Trump’s backing over Golan Heights will come with a price

US support is a major diplomatic coup for Netanyahu in run-up to April elections

A file photo taken on October 19th, 1973 shows Israeli defence minister Gen Moshe Dayan (R) looking towards the Syrian side of the Golan Heights, four days after the beginning of the Yom Kippur War. Photograph: AFP/Getty Images

A file photo taken on October 19th, 1973 shows Israeli defence minister Gen Moshe Dayan (R) looking towards the Syrian side of the Golan Heights, four days after the beginning of the Yom Kippur War. Photograph: AFP/Getty Images

 

Thursday’s tweet by US president Donald Trump stating that it was time for the US to “fully recognise” Israel’s sovereignty over the Golan Heights is not expected to lead to any immediate, dramatic changes on the ground.

The assumption is that Trump’s wish will soon be translated into policy in the form of an official statement by the State Department or the White House or even via a congressional Bill.

After this, Washington’s recognition will mean that it will be possible for Americans to make official visits to the Golan, invest money and make tax-deductible donations without fear of complications, and US-Israel bilateral agreements will also apply to the strategic plateau, captured by Israel from Syria during the 1967 Six-Day War.

However, just as with the US administration’s decision last year to move its embassy to Jerusalem, it is unlikely that other countries will follow suit.

At the same time, the move sends an important message as Syria slowly emerges from its six-year civil war, with all the regional powers, along with the US and Russia, still jockeying for position: Washington will stand by Israel in its defence of its northern border, even as the US reduces its military presence on the ground, and will not allow Israel’s enemies to threaten it via the Golan, which overlooks much of northern Israel.

‘Israeli sovereignty’

Israeli prime minister Binyamin Netanyahu told Trump, “You made history,” and tweeted: “At a time when Iran seeks to use Syria as a platform to destroy Israel, president Trump boldly recognises Israeli sovereignty over the Golan Heights.”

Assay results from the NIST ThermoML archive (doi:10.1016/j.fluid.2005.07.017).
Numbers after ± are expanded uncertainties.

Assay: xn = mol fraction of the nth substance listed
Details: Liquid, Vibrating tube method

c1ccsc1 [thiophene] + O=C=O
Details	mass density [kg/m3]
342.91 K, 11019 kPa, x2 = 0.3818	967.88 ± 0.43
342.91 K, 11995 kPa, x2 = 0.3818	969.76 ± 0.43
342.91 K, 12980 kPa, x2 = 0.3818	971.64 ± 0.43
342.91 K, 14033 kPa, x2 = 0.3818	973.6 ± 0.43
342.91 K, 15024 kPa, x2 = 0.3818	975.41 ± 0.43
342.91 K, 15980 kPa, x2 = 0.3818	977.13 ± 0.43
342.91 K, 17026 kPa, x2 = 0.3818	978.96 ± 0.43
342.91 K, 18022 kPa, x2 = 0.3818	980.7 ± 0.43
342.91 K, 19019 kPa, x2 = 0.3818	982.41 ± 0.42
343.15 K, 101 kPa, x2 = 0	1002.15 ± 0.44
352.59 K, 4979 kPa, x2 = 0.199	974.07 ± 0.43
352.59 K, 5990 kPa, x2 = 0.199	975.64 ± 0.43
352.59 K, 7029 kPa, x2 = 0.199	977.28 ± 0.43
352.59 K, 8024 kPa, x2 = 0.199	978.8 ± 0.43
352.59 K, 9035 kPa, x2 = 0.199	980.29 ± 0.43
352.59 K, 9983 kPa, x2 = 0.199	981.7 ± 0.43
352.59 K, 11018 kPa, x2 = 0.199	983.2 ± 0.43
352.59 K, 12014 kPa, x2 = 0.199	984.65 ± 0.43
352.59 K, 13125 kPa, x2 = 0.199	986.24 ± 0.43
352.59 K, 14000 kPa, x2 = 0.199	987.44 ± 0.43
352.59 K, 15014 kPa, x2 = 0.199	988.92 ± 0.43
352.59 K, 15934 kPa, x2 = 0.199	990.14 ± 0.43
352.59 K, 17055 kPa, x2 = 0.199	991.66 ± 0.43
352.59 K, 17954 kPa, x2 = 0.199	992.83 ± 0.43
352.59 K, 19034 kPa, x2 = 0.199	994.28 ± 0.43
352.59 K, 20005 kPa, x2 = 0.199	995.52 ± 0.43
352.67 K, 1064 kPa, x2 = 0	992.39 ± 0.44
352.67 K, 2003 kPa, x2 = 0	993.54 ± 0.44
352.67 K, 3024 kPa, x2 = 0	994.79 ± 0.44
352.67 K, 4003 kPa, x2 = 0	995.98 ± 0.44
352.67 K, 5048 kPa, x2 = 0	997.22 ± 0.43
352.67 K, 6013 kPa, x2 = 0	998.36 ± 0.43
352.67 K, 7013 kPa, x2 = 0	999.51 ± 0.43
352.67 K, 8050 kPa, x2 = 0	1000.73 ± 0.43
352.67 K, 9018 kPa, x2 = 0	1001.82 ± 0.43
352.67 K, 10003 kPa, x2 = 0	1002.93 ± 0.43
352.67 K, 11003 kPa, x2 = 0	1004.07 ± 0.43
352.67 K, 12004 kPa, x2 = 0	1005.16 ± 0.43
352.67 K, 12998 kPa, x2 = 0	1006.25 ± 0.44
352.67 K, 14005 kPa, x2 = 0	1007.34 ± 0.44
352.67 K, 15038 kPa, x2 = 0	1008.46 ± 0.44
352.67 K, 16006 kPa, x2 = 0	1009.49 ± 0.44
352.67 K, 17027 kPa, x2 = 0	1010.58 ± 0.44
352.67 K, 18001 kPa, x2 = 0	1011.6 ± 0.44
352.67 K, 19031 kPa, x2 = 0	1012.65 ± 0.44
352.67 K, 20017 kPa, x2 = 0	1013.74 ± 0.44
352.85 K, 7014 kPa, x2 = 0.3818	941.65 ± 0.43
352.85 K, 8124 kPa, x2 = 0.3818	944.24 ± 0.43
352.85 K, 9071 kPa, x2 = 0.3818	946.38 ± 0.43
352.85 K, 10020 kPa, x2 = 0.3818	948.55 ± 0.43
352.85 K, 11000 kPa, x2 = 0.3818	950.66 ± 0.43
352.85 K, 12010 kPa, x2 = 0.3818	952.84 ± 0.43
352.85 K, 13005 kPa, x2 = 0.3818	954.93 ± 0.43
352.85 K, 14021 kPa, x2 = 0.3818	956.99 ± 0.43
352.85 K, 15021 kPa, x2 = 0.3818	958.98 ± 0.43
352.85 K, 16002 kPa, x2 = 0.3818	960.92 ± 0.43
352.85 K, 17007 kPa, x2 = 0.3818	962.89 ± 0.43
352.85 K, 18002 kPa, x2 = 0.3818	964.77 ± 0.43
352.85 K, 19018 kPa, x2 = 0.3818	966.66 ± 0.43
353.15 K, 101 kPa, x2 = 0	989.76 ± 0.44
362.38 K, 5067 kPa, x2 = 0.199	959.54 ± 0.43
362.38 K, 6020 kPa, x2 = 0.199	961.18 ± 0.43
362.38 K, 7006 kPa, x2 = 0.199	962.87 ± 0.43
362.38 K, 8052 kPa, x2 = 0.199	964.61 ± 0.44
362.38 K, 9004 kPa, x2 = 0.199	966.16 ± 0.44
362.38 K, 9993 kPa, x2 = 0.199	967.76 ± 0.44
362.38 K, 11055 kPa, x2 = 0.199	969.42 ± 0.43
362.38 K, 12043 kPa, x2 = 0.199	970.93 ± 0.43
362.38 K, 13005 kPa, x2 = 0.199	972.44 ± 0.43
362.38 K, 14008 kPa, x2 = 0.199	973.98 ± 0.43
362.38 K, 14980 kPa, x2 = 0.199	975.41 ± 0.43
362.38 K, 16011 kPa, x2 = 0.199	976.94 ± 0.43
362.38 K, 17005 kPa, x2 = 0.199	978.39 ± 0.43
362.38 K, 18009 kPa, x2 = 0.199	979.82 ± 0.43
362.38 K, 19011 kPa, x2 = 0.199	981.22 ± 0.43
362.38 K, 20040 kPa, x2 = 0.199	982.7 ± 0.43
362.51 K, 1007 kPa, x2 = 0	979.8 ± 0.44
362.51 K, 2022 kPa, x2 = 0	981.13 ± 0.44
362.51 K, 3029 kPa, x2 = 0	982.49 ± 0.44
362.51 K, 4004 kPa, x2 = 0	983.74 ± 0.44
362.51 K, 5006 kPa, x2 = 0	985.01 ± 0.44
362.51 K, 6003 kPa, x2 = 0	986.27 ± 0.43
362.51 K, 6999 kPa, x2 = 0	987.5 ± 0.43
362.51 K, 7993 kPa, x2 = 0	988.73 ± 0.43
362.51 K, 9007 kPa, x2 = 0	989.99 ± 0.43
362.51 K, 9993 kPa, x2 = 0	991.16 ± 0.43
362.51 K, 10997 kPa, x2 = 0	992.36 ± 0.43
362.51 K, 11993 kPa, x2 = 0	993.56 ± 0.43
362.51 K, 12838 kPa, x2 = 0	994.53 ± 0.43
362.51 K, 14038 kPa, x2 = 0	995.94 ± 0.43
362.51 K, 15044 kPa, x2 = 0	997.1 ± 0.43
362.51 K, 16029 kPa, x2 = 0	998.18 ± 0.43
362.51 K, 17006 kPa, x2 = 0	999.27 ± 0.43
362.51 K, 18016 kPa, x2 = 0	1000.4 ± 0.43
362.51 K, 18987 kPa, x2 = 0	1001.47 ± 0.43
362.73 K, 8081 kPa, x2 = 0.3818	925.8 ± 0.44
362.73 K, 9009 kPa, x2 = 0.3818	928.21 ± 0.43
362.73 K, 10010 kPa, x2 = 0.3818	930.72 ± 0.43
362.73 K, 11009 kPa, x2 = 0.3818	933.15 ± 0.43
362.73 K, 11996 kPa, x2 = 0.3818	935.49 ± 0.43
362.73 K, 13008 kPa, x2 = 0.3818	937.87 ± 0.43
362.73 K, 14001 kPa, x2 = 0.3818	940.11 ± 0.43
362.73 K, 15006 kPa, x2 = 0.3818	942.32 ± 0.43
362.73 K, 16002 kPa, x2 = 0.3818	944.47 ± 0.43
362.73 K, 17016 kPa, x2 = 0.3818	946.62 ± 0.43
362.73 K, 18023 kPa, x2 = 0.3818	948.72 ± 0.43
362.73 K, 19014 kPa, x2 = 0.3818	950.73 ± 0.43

Syria condemned Trump’s decision as “irresponsible”, vowing to recover the area “through all available means”.

In 1981 Israel effectively annexed the territory, but the international community never recognised the move.

Most Israelis do not know a reality in which the Golan was not an inseparable part of Israel. There is a widespread consensus, strengthened during the last six years of bloody clashes across the border, over the need to retain permanent control over the plateau.

The most immediate impact of the US policy shift, the latest in a series of pro-Israel moves by Trump, may well be on the April 9th Israeli elections.

Trump will host Netanyahu at the White House in a perfect photo op for the Israeli leader

There is no doubt that Trump’s announcement amounts to a major diplomatic coup for Netanyahu, who faces a significant challenge from the new centrist Blue and White party, led by former top general Benny Gantz, and a close race between his right/religious bloc and the centre-left parties.

Diplomatic achievement

Even Netanyahu’s opponents will, somewhat reluctantly, recognise that he has pulled off a significant diplomatic achievement. If this translates into a few more seats for the prime minister’s Likud party, it may be the decisive moment of the 2019 campaign.

Early next week Trump will host Netanyahu at the White House in a perfect photo op for the Israeli leader. Previous presidents would have declined to meet an Israeli prime minister in the run-up to an election, but Trump has no such inhibitions.

“While the entire democratic world views Trump as an historic accident, a destructive demon, for Netanyahu he’s the gift that keeps on giving,” wrote Yossi Verter, columnist for the left-wing Haaretz newspaper. “A private Santa Claus, just for him, for all the seasons of the year.”

Netanyahu may be asked to pay back Trump’s largesse with painful concessions when the US unveils its Middle East peace plan sometime after the April election. But the prime minister’s immediate priority is to win a fifth term, and in any event he is banking on Palestinian rejectionism to leave Trump’s “deal of the century” stillborn.

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